Developmental potential of differentiated cells allows the gradual evolution of indirect development. In a direct developer, juvenile-to-adult development proceeds by successively growing and remodelling a differentiated stage. Indirect development could evolve by introducing developmental novelties during the earliest differentiated stage of the life cycle, i.e. just after embryogenesis (figure 5). The process will eventually result in a very distinct early-differentiated stage, the larva, with little resemblance to the macroscopic adult. This may have been the route for the origin of ciliated larvae in early metazoans (figure 5a,b). This also seems to have been the general route for the evolution of indirect development in hemimetabolous insects (figure 5c,d), which eventually resorted to extensive use of imaginal cells in the more derived long-germband clades (Svácha 1992; Tanaka & Truman 2005; Guha et al. 2008; Nakayama-Ishimura et al. 2009). Thus, the introduction of ‘set-aside’ imaginal discs seems to be a secondary shortcut to the original route of partial dedifferentiation and subsequent restoration of developmental potential, i.e. transdifferentiation. Apparently, the developmental limitations of dedifferentiation could be circumvented with stem cells and imaginal cells, but only after the new adult developmental programmes gradually evolved.

Figure 5.

Evolution of indirect development. (a) Early metazoans with similar juvenile and adult stages. Adult development proceeds by general growth of differentiated juvenile cells and multipotent cells that are precursors of reproduction-related organs. (b) Indirect development evolves by specializing the juvenile stage to the point of being distinct from the adult (larval stage). Adult specializations also evolve during the second developmental phase, further enhancing differences between larva and adult. (c) Evolution of indirect development by increasing the resources of the egg, which allows elimination of early feeding specializations (elimination of the larval stage). (d) ‘Insect variant’ for evolution of indirect development also proceeds by specializing the juvenile stage and the adult stage.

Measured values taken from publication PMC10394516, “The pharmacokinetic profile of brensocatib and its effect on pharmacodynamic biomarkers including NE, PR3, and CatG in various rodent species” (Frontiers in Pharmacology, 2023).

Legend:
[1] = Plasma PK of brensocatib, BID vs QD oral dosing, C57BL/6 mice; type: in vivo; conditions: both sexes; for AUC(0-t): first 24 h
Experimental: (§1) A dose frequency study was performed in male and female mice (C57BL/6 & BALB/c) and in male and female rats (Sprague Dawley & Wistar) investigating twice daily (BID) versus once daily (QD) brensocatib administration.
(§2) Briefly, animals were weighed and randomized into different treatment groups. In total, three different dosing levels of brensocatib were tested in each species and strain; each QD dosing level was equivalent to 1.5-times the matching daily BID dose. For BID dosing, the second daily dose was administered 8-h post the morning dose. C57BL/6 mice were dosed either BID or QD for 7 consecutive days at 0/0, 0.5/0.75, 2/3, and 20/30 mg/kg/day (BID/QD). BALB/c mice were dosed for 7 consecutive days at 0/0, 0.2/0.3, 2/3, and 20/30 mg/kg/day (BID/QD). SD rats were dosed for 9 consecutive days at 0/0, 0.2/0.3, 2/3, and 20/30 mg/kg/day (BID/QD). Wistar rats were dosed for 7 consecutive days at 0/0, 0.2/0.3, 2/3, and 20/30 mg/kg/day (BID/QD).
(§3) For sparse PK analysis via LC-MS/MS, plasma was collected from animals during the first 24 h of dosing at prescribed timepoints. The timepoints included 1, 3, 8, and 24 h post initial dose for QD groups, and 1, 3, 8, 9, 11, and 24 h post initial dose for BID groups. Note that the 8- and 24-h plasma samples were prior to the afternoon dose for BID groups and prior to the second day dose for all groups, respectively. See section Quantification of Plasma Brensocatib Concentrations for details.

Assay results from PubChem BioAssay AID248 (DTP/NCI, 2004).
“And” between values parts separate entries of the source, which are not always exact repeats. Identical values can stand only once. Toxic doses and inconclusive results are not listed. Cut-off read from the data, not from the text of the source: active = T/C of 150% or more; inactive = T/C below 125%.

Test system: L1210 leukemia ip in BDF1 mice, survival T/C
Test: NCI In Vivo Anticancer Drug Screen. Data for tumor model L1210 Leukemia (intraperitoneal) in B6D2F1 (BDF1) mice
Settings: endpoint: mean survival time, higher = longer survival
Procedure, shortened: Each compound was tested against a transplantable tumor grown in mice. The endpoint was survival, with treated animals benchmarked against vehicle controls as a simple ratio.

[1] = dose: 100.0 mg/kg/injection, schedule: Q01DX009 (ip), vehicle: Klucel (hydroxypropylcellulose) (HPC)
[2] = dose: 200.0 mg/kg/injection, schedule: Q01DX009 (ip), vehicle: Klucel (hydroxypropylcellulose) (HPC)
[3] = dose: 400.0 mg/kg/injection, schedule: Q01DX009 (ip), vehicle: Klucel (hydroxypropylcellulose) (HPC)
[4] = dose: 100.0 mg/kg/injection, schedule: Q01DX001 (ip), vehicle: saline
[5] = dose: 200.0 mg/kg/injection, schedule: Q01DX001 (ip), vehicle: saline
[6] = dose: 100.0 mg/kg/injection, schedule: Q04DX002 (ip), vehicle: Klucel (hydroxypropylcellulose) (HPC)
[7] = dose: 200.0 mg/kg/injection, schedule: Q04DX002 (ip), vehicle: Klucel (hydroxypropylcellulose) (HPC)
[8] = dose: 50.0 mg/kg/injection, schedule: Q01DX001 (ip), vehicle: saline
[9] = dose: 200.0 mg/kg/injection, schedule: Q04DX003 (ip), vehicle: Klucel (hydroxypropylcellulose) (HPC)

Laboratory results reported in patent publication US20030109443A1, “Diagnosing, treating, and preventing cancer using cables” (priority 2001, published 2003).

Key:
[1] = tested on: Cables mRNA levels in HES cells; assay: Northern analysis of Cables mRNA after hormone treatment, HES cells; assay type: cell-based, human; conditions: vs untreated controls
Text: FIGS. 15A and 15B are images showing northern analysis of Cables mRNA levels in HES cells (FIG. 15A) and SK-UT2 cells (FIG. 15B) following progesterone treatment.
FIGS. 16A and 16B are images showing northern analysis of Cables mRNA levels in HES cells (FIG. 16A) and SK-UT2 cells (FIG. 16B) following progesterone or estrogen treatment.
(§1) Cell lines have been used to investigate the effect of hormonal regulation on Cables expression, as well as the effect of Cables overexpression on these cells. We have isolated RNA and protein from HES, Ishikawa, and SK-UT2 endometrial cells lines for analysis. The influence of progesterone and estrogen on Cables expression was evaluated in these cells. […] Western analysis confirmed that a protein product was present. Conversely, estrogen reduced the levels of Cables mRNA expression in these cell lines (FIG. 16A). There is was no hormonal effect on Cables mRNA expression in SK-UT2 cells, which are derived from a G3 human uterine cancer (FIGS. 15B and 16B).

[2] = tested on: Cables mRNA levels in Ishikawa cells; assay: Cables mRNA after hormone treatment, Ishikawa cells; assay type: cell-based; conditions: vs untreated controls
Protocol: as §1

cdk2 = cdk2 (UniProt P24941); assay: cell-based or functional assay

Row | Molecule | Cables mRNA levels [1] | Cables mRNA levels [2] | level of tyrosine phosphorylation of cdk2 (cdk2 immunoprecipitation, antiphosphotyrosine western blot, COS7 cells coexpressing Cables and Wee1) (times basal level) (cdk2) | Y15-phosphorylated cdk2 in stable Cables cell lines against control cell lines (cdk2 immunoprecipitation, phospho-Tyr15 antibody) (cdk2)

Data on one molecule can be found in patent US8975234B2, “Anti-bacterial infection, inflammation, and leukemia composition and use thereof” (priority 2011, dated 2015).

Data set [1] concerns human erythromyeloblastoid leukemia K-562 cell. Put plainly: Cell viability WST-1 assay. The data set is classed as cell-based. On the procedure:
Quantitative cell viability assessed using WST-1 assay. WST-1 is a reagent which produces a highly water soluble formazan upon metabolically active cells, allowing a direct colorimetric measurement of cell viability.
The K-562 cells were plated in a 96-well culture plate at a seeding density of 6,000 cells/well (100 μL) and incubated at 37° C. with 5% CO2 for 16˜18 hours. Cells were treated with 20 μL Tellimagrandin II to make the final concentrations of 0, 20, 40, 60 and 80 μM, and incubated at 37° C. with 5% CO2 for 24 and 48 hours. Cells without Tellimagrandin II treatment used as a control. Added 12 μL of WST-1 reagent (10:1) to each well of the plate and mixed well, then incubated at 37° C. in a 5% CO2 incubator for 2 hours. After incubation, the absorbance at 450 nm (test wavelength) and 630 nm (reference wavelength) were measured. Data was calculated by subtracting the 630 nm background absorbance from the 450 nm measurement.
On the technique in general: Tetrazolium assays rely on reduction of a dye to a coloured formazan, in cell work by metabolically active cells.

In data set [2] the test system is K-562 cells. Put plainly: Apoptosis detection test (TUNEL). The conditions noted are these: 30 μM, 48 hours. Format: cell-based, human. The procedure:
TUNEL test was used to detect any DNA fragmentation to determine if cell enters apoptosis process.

The alternative evolutionary intercalation of an intermediate differentiated stage during the embryogenesis of a complex direct developer is mechanistically possible but unlikely, because it requires the simultaneous evolution of multiple developmental and transdifferentiation programmes. For example, the evolution of a complex pattern of transient H2A.Z silencing and reactivation would have to evolve in coordination with developmental and differentiation programmes for the eventual construction of an integrated larval stage with no actual precursor. This major coevolutionary constraint may explain why we find only the recent evolution of larval variants within the context of a biphasic life cycle (Haszprunar et al. 1995; McHugh & Rouse 1998; Reitzel et al. 2006), but no cases of recent evolution of indirect development from a life cycle that completely lacks a transiently differentiated stage.

The evolution of irreversible early differentiation would result in direct development of minute body organizations without a macroscopic phase. Indeed, the evolution of minute, simple animals from relatively complex ones has occurred repeatedly (Deutsch 2008). The acquisition of dedifferentiation without a subsequent developmental programme has no adaptive value and may result in cancer. Thus, the only option for the evolution of indirect development is gradual departure from a state of concerted differentiation and its reversibility, that is, a juvenile transforming into an adult.

(d) The larval adult outline and post-embryonic formation of reproductive organs under the control of the Hox cluster